Nana Konadu Agyeman Rawlings
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It Takes A Woman
It Takes a Woman retraces the early life of Agyeman‐Rawlings who rose to prominence as the First Lady of the Republic of Ghana (1982-2000). She redefined the privilege of serving a nation, and sought every platform to champion the causes of underserved citizenry and women. While her husband, former President Jerry John Rawlings, embarked on a relentless pursuit of transforming Ghana into a model of African democracy, Mrs. Agyeman-Rawlings founded the 31st December Women’s Movement (the 31st DWM), an organisation which played a pivotal role in the empowerment of women, and in addressing issues of systemic gender inequality, not only in Ghana but across the African region.
Born in an era when women were overtly marginalised, Nana Konadu Agyeman-Rawlings’ strong relationship with her father, mother and family elders formed the core of much of her formative years. Fortified by her unique family history, she was raised to never accept the notion that “there were some things she could not do, simply because she was a woman.”
The narrative captures the family history of a spirited little girl, and as she walks us through the refreshingly detailed scenes from her childhood, we are transported to a hopeful and quintessential Ghana, where a sense of national pride resounded powerfully at the time of independence. But as she recalls Ghana’s struggles post-independence, we are also confronted face to face with her juxtaposed emotions of elation and frustration, hurt and joy, certainty and dread. She was not to know that her personal life being upended early one morning in 1979 would also become a turning point in the nation’s history and would thrust her into the glare of international publicity.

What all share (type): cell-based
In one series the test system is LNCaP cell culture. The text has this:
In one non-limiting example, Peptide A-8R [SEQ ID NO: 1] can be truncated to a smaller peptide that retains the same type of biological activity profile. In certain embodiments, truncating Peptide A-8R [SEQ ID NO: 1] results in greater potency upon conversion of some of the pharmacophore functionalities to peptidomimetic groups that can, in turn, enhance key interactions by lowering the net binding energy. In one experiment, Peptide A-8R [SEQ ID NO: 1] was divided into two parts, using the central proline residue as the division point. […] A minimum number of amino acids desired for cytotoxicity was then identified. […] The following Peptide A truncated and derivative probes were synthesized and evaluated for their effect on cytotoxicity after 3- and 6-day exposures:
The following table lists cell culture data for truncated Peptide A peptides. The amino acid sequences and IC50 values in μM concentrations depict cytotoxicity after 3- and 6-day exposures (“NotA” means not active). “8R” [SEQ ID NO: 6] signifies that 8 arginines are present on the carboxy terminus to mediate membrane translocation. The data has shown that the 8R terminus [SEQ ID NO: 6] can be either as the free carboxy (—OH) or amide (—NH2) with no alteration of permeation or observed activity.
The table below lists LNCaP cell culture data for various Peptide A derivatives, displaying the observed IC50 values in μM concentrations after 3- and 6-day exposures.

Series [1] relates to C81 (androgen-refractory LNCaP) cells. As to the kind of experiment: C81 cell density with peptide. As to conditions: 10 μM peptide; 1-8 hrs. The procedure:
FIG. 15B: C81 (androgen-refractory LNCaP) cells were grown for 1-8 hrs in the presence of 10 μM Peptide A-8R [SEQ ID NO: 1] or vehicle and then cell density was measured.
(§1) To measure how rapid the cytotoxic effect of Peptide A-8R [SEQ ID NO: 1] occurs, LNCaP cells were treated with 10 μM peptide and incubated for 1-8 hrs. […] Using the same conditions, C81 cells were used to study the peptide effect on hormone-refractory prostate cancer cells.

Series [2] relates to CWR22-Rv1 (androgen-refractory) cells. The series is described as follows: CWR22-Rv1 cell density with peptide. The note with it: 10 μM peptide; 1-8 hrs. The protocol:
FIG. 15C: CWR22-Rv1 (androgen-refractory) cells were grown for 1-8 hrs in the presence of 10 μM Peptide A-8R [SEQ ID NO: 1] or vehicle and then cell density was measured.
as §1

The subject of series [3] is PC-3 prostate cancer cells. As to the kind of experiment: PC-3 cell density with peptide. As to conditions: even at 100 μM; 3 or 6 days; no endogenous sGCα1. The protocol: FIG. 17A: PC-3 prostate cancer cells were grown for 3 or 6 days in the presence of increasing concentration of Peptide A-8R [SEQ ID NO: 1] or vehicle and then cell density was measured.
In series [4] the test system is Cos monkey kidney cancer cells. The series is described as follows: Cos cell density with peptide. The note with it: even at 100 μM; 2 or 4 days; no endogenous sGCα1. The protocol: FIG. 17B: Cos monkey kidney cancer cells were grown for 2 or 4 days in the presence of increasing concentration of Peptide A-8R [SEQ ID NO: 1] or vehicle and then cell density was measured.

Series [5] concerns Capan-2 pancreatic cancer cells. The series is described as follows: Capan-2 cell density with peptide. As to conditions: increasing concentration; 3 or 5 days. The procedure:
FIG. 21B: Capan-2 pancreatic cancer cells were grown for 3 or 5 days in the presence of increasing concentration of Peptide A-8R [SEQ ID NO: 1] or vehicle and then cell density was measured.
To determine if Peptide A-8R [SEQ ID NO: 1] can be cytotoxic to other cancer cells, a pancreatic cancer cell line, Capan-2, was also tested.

It Takes a Woman, written with unflinching candour, is an absorbing portrait of a life devoted to public service and shaped by heritage. Above all, it is an account of resilience. The voices of the women who stood tall will forever inspire Agyeman-Rawlings to stand for many more whose voices may not be loud enough to stand on their own.
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Nana Konadu Agyeman-Rawlings was the First Lady of Ghana from 4 June 1979 to 24 September 1979 and 31 December 1981 to 7 January 2001, both times under President Jerry John Rawlings. In 2016 she became the first woman to run for President of Ghana.
Nana Konadu was born on November 17, 1948, to J.O.T. Agyeman and Mrs Felicia Agyeman. She attended Achimota School, where she met Jerry John Rawlings. She went on to study Art and textiles at the University of Science and Technology. She was a student leader of her Hall of residence, Africa Hall. In 1975 she earned an interior design diploma from the London College of Arts.
Nana Konadu got married Rawlings in 1977. They had their first child in 1978. Rawlings was then an Airforce Officer. Two other daughters and a son followed later; Yaa Asantewaa, Amina and Kimathi. She would pursue her education into the next couple decades, acquiring a diploma in advanced personnel management from Ghana's Management Development and Productivity Institute in 1979 and a certificate in development from the Ghana Institute of Management and Public Administration in 1991.
Nana Konadu Agyeman Rawlings became First Lady first when her husband became Head of State briefly in 1979. He returned to power in 1981 and was in charge until 2001. She has been the president of the 31st December Women's Movement in 1982. She was elected First Vice Chairperson of her party in 2009 during the second term of her National Democratic Congress (NDC) party's tenure in office under President John Atta Mills. She unsuccessfully challenged Atta Mills for the party's flagbearership position at the party's congress in 2001.